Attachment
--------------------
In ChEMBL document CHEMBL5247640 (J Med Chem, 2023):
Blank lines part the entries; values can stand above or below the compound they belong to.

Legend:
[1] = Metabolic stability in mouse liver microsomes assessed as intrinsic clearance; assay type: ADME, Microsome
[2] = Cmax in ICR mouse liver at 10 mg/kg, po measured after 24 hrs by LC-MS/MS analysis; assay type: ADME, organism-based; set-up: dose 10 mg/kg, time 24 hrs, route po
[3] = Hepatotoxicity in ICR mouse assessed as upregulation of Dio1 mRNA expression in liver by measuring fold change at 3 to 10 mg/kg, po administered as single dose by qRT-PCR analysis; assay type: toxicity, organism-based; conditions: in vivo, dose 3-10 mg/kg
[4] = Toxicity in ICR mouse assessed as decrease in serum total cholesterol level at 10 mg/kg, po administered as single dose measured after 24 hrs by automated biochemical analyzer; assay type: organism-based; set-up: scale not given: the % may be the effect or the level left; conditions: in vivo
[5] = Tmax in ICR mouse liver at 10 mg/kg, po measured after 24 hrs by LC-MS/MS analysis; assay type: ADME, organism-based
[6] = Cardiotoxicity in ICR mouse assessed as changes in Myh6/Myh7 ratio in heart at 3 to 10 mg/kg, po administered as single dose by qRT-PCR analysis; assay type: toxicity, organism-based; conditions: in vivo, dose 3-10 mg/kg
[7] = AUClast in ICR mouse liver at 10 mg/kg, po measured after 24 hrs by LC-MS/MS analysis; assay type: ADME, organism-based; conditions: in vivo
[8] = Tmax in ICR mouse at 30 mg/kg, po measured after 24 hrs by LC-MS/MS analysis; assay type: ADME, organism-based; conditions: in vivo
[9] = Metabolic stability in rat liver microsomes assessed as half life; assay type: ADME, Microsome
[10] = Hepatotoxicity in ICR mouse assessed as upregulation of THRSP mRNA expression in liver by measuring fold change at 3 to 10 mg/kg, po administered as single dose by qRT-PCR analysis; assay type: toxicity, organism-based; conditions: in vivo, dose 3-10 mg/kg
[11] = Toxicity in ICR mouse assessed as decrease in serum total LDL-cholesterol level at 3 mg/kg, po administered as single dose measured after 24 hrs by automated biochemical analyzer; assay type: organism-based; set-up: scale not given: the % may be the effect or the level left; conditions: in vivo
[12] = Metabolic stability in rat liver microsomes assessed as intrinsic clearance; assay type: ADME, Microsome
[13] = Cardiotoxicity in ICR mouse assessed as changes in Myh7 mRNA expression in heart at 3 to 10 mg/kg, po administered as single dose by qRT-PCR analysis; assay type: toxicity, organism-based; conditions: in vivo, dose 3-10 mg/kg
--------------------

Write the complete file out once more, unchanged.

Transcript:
In ChEMBL document CHEMBL5247640 (J Med Chem, 2023):
Blank lines part the entries; values can stand above or below the compound they belong to.

Legend:
[1] = Metabolic stability in mouse liver microsomes assessed as intrinsic clearance; assay type: ADME, Microsome
[2] = Cmax in ICR mouse liver at 10 mg/kg, po measured after 24 hrs by LC-MS/MS analysis; assay type: ADME, organism-based; set-up: dose 10 mg/kg, time 24 hrs, route po
[3] = Hepatotoxicity in ICR mouse assessed as upregulation of Dio1 mRNA expression in liver by measuring fold change at 3 to 10 mg/kg, po administered as single dose by qRT-PCR analysis; assay type: toxicity, organism-based; conditions: in vivo, dose 3-10 mg/kg
[4] = Toxicity in ICR mouse assessed as decrease in serum total cholesterol level at 10 mg/kg, po administered as single dose measured after 24 hrs by automated biochemical analyzer; assay type: organism-based; set-up: scale not given: the % may be the effect or the level left; conditions: in vivo
[5] = Tmax in ICR mouse liver at 10 mg/kg, po measured after 24 hrs by LC-MS/MS analysis; assay type: ADME, organism-based
[6] = Cardiotoxicity in ICR mouse assessed as changes in Myh6/Myh7 ratio in heart at 3 to 10 mg/kg, po administered as single dose by qRT-PCR analysis; assay type: toxicity, organism-based; conditions: in vivo, dose 3-10 mg/kg
[7] = AUClast in ICR mouse liver at 10 mg/kg, po measured after 24 hrs by LC-MS/MS analysis; assay type: ADME, organism-based; conditions: in vivo
[8] = Tmax in ICR mouse at 30 mg/kg, po measured after 24 hrs by LC-MS/MS analysis; assay type: ADME, organism-based; conditions: in vivo
[9] = Metabolic stability in rat liver microsomes assessed as half life; assay type: ADME, Microsome
[10] = Hepatotoxicity in ICR mouse assessed as upregulation of THRSP mRNA expression in liver by measuring fold change at 3 to 10 mg/kg, po administered as single dose by qRT-PCR analysis; assay type: toxicity, organism-based; conditions: in vivo, dose 3-10 mg/kg
[11] = Toxicity in ICR mouse assessed as decrease in serum total LDL-cholesterol level at 3 mg/kg, po administered as single dose measured after 24 hrs by automated biochemical analyzer; assay type: organism-based; set-up: scale not given: the % may be the effect or the level left; conditions: in vivo
[12] = Metabolic stability in rat liver microsomes assessed as intrinsic clearance; assay type: ADME, Microsome
[13] = Cardiotoxicity in ICR mouse assessed as changes in Myh7 mRNA expression in heart at 3 to 10 mg/kg, po administered as single dose by qRT-PCR analysis; assay type: toxicity, organism-based; conditions: in vivo, dose 3-10 mg/kg